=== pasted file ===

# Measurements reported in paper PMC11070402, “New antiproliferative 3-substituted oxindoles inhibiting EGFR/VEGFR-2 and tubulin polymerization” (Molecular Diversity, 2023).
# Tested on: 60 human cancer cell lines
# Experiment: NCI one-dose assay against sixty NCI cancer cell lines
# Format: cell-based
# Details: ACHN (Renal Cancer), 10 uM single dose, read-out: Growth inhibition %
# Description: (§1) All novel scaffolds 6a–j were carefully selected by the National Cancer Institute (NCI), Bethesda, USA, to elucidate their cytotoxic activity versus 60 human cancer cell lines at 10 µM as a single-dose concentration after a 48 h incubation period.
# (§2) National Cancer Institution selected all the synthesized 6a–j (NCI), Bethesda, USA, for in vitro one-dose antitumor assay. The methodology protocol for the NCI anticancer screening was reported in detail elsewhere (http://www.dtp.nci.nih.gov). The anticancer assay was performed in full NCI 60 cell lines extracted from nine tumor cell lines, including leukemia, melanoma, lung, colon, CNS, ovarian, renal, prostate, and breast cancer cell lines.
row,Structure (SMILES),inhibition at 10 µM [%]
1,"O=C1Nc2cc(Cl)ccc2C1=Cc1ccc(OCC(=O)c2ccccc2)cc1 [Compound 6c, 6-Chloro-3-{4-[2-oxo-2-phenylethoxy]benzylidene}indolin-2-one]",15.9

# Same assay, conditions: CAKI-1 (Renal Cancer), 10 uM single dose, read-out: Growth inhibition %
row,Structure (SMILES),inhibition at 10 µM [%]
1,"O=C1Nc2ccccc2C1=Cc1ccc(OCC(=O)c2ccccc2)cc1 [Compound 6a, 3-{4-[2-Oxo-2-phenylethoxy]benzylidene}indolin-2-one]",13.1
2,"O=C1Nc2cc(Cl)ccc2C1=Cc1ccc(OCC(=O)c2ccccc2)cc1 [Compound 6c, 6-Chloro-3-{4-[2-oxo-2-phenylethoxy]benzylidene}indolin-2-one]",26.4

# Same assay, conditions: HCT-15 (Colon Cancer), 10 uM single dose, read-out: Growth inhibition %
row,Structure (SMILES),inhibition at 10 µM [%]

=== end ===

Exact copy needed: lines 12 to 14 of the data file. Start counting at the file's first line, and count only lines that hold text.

1,"O=C1Nc2ccccc2C1=Cc1ccc(OCC(=O)c2ccccc2)cc1 [Compound 6a, 3-{4-[2-Oxo-2-phenylethoxy]benzylidene}indolin-2-one]",13.1
2,"O=C1Nc2cc(Cl)ccc2C1=Cc1ccc(OCC(=O)c2ccccc2)cc1 [Compound 6c, 6-Chloro-3-{4-[2-oxo-2-phenylethoxy]benzylidene}indolin-2-one]",26.4

# Same assay, conditions: HCT-15 (Colon Cancer), 10 uM single dose, read-out: Growth inhibition %